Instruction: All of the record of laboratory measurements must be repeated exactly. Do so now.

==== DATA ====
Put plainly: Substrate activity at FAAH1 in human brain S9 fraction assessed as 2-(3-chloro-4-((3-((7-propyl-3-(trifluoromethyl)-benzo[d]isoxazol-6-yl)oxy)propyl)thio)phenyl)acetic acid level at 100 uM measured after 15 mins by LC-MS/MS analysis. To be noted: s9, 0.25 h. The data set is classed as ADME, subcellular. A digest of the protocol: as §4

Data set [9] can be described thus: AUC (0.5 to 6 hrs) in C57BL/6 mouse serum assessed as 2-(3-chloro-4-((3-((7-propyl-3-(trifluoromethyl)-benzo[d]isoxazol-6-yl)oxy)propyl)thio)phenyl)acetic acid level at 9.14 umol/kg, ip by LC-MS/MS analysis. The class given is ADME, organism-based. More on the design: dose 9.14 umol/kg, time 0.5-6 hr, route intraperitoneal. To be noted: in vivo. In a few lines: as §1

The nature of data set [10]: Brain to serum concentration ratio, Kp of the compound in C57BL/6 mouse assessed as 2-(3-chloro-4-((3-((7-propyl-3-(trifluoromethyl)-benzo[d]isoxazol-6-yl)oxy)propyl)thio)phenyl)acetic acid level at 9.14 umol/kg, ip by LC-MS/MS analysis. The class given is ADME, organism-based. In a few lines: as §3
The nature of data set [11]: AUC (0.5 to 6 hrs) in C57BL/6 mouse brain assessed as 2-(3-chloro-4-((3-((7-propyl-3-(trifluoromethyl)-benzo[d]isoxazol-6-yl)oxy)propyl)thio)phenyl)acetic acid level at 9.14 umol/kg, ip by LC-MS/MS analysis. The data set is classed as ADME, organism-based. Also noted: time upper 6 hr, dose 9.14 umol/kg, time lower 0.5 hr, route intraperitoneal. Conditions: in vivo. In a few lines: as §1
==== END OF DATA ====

Put plainly: Substrate activity at FAAH1 in human brain S9 fraction assessed as 2-(3-chloro-4-((3-((7-propyl-3-(trifluoromethyl)-benzo[d]isoxazol-6-yl)oxy)propyl)thio)phenyl)acetic acid level at 100 uM measured after 15 mins by LC-MS/MS analysis. To be noted: s9, 0.25 h. The data set is classed as ADME, subcellular. A digest of the protocol: as §4

Data set [9] can be described thus: AUC (0.5 to 6 hrs) in C57BL/6 mouse serum assessed as 2-(3-chloro-4-((3-((7-propyl-3-(trifluoromethyl)-benzo[d]isoxazol-6-yl)oxy)propyl)thio)phenyl)acetic acid level at 9.14 umol/kg, ip by LC-MS/MS analysis. The class given is ADME, organism-based. More on the design: dose 9.14 umol/kg, time 0.5-6 hr, route intraperitoneal. To be noted: in vivo. In a few lines: as §1

The nature of data set [10]: Brain to serum concentration ratio, Kp of the compound in C57BL/6 mouse assessed as 2-(3-chloro-4-((3-((7-propyl-3-(trifluoromethyl)-benzo[d]isoxazol-6-yl)oxy)propyl)thio)phenyl)acetic acid level at 9.14 umol/kg, ip by LC-MS/MS analysis. The class given is ADME, organism-based. In a few lines: as §3
The nature of data set [11]: AUC (0.5 to 6 hrs) in C57BL/6 mouse brain assessed as 2-(3-chloro-4-((3-((7-propyl-3-(trifluoromethyl)-benzo[d]isoxazol-6-yl)oxy)propyl)thio)phenyl)acetic acid level at 9.14 umol/kg, ip by LC-MS/MS analysis. The data set is classed as ADME, organism-based. Also noted: time upper 6 hr, dose 9.14 umol/kg, time lower 0.5 hr, route intraperitoneal. Conditions: in vivo. In a few lines: as §1